So says a plaque on my wall, by my desk, in my home office. In response to several Facebook threads documenting a recent visit to New York City by a dear friend of mine, Ryan Neugebauer, I received some feedback from other folks who were a bit upset that I had not done X, Y, or Z in the past with them but somehow had found a way to go on the Staten Island Ferry and see the fireworks in Coney Island with Ryan, while he was here in NYC. My response was restricted to Facebook, but I decided to post it on Notablog because as a secondary, unintended consequence, it seems to have resonated with lots of folks, especially those who deal with various disabilities and who are exhausted having to explain their constraints over and over again even to loved ones. Here is what I said on Facebook:

Folks, I'm really sorry I have to even post something like this as I don't like talking too much about my private life or its constraints, but it seems that quite a few friends have gotten upset because they saw that Lo and Behold, Chris Matthew Sciabarra was OUT OF THE HOUSE FOR ONE NIGHT and how dare I do such a thing when I've not been able to do X, Y, or Z, when asked by somebody else.
This post is not directed to any person in particular, but to the situation in general. Given the number of FB messages I've received and my inability to address every single one of them, I think this is better. For those of you who truly understand (and I know who you are... so don't even think of apologizing), no explanation is necessary. But for those who don't really know what I've gone through, even though I'm not inclined to justify one minute of my life, here it goes:
A dear friend of mine, Ryan Neugebauer, made his first trip to NYC, and on one of the nights of his visit, my sister was kind enough to drive over to Staten Island so we could take the ferry and see the skyline of NYC, and to get back in time to the see the fireworks in Coney Island. A very New York experience, indeed.
And I had a lot of fun.
But for somebody who has undergone 60+ surgeries and who talked about it extensively in a "Folks" interview (see here), it might seem odd, as I put it in my post with Ryan, that I was able to get out at all. I even remarked that "some nights they actually let me out."
I haven't been on the Staten Island Ferry since before 9/11---that's twenty years or more; I've been to about ten or so concerts or films in ten years. I am a Yankee fanatic who has yet to see the New Yankee Stadium, even though it's been open for ten years. I don't remember the last time I went to any of NYC's museums.
What it takes to get out of this apartment is nearly two days of starvation in order to ATTEMPT it, and a carefully laid-out plan that involves logistics with regard to accessibility to a restroom!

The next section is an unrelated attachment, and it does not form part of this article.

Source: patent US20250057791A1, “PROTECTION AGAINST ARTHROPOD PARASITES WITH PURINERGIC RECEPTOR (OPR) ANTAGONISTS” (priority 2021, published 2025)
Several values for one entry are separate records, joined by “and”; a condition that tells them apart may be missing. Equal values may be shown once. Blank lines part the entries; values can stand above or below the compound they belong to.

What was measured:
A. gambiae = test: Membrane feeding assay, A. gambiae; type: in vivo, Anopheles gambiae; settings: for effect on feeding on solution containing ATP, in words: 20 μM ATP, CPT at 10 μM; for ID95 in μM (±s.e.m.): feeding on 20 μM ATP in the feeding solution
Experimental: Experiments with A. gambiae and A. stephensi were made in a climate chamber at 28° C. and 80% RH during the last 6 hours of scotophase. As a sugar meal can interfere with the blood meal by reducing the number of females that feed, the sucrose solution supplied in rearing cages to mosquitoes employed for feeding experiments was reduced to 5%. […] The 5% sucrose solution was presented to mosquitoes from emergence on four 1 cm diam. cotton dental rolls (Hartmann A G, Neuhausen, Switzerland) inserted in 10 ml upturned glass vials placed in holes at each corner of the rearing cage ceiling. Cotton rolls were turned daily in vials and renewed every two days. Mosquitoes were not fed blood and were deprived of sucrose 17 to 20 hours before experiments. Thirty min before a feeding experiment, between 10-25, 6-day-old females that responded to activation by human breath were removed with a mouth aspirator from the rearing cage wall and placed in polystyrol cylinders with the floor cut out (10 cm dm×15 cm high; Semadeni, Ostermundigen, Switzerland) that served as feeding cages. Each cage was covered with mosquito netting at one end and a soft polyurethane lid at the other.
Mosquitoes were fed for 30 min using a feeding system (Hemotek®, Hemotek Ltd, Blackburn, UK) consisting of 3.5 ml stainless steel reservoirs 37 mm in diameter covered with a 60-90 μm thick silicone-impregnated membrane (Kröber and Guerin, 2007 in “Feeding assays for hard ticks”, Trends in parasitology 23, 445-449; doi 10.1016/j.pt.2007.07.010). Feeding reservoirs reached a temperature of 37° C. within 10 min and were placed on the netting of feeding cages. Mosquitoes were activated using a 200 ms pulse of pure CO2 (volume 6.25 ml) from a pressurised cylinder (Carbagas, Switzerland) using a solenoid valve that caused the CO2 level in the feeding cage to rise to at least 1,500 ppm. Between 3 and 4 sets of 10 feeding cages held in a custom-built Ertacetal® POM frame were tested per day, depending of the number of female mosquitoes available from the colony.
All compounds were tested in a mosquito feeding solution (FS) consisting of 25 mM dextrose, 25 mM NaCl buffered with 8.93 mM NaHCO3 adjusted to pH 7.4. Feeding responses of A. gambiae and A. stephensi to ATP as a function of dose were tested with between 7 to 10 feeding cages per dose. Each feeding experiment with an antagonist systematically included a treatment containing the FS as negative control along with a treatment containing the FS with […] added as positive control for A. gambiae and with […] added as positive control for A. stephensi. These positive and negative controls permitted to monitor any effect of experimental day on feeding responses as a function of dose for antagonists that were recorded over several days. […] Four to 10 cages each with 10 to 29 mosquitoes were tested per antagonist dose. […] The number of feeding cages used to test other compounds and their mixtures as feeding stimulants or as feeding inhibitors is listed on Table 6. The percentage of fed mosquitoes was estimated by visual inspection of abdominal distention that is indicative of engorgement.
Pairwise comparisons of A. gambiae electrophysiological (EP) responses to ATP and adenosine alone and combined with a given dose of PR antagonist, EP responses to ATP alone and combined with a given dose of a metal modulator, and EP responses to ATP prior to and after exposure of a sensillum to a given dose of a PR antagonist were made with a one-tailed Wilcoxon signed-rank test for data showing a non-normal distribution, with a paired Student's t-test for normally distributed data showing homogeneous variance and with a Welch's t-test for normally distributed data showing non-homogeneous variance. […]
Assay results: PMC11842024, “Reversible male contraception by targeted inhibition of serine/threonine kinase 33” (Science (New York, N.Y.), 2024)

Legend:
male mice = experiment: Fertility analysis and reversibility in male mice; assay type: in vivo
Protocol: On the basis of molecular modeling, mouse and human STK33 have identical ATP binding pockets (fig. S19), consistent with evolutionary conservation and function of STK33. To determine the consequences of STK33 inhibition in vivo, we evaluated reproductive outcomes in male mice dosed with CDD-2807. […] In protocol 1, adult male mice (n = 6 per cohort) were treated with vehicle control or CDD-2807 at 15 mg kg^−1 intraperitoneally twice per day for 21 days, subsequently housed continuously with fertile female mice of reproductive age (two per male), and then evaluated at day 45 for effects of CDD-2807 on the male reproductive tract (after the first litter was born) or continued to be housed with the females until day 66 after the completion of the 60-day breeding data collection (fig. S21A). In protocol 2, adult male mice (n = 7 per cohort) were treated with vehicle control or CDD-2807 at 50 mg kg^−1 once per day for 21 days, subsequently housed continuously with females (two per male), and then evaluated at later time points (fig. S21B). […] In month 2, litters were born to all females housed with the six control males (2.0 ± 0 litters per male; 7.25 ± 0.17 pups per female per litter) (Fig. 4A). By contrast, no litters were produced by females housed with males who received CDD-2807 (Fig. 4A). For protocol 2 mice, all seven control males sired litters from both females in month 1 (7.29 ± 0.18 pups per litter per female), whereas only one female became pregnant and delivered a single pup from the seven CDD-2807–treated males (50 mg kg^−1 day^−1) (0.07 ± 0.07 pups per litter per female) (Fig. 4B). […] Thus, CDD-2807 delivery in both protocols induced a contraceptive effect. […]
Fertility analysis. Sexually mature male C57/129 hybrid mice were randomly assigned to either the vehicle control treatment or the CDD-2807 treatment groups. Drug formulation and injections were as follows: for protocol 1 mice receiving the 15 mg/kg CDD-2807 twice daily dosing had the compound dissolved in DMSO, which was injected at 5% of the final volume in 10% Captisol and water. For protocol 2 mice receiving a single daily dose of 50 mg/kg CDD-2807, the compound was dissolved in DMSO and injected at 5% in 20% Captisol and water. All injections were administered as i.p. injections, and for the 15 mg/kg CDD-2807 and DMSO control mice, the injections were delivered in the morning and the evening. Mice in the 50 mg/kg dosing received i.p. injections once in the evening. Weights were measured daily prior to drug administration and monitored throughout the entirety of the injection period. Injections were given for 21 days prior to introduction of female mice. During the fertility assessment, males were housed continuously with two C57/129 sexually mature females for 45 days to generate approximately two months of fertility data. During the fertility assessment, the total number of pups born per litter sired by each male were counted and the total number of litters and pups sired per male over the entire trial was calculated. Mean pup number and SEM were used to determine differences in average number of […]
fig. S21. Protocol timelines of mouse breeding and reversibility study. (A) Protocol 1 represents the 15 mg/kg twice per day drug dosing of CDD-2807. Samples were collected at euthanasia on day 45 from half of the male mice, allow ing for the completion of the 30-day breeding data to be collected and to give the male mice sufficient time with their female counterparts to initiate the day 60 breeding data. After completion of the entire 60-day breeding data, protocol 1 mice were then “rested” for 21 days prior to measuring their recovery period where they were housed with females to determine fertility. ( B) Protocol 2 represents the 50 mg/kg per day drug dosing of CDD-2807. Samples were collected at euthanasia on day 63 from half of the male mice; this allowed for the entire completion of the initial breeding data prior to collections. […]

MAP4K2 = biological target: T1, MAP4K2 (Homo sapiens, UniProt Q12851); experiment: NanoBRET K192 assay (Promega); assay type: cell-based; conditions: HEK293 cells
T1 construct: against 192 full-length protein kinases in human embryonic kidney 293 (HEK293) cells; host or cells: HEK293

So please: Just celebrate with me for a few minutes the fact that I was able to get out one night and have a damn good time with a great friend. Anyone else who is a friend certainly knows that, unless I'm scheduled for a surgical procedure, the door is open. Which is why I have folks come through these parts to visit for a few hours at a time, AT MY HOME, which puts the least pressure on me, to have a good time with caring friends. You are no less loved because you didn't go on the Staten Island Ferry with me.
We all seem to carry crosses in life; everybody has their issues and problems. Cliches though these are, I truly can't and won't criticize my neighbor until I've walked a mile in their moccasins.
Though I'm being flattered in a way to be loved by so many, let me emphasize: Before you get all depressed that you didn't get to go on the Ferry with me, please take a look at my song of the day today: You Need to Calm Down. If you personalize the fact that I couldn't get out with any one of you on some other night, I can't do anything to help you out of your depression. Every day, every hour, changes contexts for me. And dialectical guy that I am, I have to evaluate every thing I do according to the constraints of the context of every day I live.
DO NOT FEEL SORRY FOR ME. I neither ask nor seek your pity or permission. I do the best that I can.
Having the stars align for one night of fun with one special friend is not a statement against any other special friend I have. And Lord knows I have a lot of folks here and elsewhere with whom I share very close bonds and who have been amazingly supportive, both spiritually and materially, over the years. For this, I am profoundly grateful.
But cut me some slack. Life is too short.

I added a postscript to the FB thread, because my post seems to have led in an uptick in shares on the "Folks" website of my interview from January 2018: